A.Hmm... blankness of space is interesting. I like minimal things and I've been thinking more n more lately how sometimes nothing or presenting nothing can be so important. Its a very good tool, but I think it has to be used correctly. But I like it. Presenting a blank area creates a space but it also screams out "hey hey, what's going on, where the stuff, what am I waiting for". It can ask allot from the viewer. It asks for patience and time and some stress. Instead of inundating the view with a bunch of stuff, you can be subtle and slight. Its basically just one form of communication. I don't know where you might stick the medium is the message marshal mccullen type shit in there... but that guys always bugged the crap out of me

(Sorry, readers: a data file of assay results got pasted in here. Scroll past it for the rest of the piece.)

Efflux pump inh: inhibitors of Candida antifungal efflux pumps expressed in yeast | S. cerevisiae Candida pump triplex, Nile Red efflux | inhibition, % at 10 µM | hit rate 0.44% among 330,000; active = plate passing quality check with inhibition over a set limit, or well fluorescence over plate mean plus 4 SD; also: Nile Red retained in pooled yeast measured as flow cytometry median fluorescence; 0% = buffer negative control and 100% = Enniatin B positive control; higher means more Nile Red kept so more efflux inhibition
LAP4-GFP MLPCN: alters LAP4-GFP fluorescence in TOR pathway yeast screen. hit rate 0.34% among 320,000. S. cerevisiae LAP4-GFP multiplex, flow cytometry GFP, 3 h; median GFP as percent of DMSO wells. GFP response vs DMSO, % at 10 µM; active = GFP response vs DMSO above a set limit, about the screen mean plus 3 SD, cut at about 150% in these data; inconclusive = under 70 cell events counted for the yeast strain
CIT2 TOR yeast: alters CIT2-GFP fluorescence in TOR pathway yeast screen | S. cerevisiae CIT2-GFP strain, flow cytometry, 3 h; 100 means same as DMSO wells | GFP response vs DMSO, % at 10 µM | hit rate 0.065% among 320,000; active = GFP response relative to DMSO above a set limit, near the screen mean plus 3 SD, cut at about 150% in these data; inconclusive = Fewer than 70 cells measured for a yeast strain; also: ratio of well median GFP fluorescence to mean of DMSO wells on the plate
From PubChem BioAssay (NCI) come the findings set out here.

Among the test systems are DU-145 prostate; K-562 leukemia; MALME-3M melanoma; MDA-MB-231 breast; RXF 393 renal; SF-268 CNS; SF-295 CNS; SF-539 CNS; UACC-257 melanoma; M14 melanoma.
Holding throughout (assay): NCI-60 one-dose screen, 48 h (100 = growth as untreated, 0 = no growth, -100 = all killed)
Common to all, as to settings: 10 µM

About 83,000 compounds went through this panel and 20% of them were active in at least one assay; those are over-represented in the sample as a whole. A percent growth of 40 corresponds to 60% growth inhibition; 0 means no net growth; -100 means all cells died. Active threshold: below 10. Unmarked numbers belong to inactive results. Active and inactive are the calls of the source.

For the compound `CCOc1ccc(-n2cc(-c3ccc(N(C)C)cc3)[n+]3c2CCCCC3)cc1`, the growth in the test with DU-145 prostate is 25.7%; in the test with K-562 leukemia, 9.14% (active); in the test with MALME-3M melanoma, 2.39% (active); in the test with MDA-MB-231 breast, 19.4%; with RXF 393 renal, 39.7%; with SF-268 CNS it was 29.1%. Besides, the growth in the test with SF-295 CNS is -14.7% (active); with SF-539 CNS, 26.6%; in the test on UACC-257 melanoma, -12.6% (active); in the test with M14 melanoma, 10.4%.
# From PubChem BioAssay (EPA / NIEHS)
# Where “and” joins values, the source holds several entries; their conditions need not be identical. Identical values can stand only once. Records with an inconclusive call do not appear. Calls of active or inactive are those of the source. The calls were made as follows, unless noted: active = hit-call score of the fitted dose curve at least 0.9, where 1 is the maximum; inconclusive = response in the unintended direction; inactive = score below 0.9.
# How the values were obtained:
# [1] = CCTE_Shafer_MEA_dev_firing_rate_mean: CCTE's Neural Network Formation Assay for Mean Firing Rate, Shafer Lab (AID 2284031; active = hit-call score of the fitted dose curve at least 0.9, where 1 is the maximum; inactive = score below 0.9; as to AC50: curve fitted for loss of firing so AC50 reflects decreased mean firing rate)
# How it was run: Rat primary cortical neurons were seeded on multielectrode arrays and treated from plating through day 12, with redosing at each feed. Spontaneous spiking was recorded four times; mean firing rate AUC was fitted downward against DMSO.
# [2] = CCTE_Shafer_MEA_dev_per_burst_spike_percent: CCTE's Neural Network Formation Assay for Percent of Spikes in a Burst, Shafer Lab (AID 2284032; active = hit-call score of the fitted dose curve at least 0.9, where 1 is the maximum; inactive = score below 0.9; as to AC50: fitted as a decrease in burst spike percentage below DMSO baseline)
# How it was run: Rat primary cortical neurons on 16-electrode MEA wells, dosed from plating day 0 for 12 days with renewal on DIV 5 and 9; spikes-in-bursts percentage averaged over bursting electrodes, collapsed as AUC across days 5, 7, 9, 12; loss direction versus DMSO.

Q. Do you see it as a fable, a fairy tale, the beginning of...


A.Its a tale, but not its hard for me to call it a "post-modern" fairy tale (makes my face cringe) but its very close to one. The stories are science fiction in a sense that they fall in the future, but they aren't based on
Facts and couldn't be true in detail. Its more of a dream to me, or the inside inside of what's going on.

Q. Overriding theme seems to be about emotion, / which is a key concern about the types and level of interaction with continual interaction with computer games. Emotion enhances mental immersion.